btw -- I remember how to rotate a focus ring. When did Canon forget to include a split prism in the focus screen? Don't know about you, but I cannot MF my Canon lenses effectively, and I take pics of my kids -- not flowers from a tripod shot.
  5. compuwar macrumors 601


    Oct 5, 2006
    Northern/Central VA
    Same people as always I suspect, just fewer of them :p

    His points (which are valid) are that (a) broad "this manufacturer's feature vs. that manufacturer's feature" statements are mostly not applicable to an entire line and (b) Very few people challenge any AF system enough to go for one brand over another based upon that single feature.

    Here's the point- if you go one way, then your next three camera bodies are going to be important- and there's not really enough of a difference in any generation to make it all that important.

    If you're a single-issue voter, then I'd really honestly suggest going and trying out both bodies.

    Split prism screens are hell on automatic metering, but Katz makes them for most DSLRs. My "green dot and arrows" on my Nikon D2x works well for me- I'm sure Canon does something very similar with their bodies.

    I hear all sorts of AF issues with "prosumer" Nikons and >90% of the time, it's operator error, there are several settings for AF, and the defaults aren't always the "best" ones for moving subjects- I honestly don't think the grass is all that much greener.

    Move because you like contrastier lenses, you want a 200-400/4, or something like that, but IMO, moving because of AF is over-worrying about something that's really not going to make as much difference as shooting with a faster lens so the AF system has more light to work with. There's more difference in AF between a 4.5-5.6 lens and a 2.8 one than between Nikon and Canon.
  6. Maxxamillian macrumors 6502

    Nov 16, 2004
    Captain Obvious here...

    A few thoughts:

    1. The glass you shoot with is critical (I know, captain obvious here)--if you are looking at buying into a brand then take a look at their lenses. If you find that you have a passion for photography then your lens purchases can make your camera body purchase look like nothing. In short--look into the entire system, not just the camera body.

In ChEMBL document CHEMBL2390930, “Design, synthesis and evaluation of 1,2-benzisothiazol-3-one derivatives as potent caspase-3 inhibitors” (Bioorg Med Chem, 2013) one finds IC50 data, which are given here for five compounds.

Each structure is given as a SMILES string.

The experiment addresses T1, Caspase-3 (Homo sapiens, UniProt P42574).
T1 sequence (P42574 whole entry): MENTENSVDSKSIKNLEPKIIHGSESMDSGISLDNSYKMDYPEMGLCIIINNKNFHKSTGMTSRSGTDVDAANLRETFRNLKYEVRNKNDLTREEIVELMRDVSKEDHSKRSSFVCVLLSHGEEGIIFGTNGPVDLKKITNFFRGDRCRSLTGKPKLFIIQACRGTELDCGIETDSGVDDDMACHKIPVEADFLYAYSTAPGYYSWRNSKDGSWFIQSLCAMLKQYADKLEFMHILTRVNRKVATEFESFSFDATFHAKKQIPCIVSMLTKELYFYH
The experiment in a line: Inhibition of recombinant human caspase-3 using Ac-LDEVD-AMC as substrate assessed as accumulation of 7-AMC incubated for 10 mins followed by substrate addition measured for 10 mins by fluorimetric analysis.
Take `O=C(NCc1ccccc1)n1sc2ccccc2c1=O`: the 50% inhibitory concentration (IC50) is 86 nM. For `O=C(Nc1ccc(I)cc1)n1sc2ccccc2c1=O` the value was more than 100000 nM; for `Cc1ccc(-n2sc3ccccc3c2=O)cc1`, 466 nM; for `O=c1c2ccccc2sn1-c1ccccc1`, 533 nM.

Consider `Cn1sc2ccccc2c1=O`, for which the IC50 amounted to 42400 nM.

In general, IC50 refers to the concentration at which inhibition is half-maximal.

2. Find a camera that just gets out of the way and lets you do what you want. Need to dive into 10 different menus to get to some settings? Do you want to dive into ten different menus???

    3. Unless someone comes out with something that is truly groundbreaking, then you won't be switching systems willy-nilly down the road. Think about it, the more you invest in your equipment, the more painful the switch to a different system (again with the captain obvious, I know...) The camera body purchase is just the tip of what can be a staggeringly expensive iceberg.

    4. Do your research, take your time. Listen to others and their experiences. Rent the cameras and gear that you are interested and then play and experiment before you buy.

    5. Oh...and the AF thing? Unless you are doing straight macro (or something similar) work it is VERY important. I'd lose clients if I didn't have a fast, flexible, and reliable system.

    Good luck! Whatever you decide you will find that Canon and Nikon are very good for each other and very good for you (the consumer).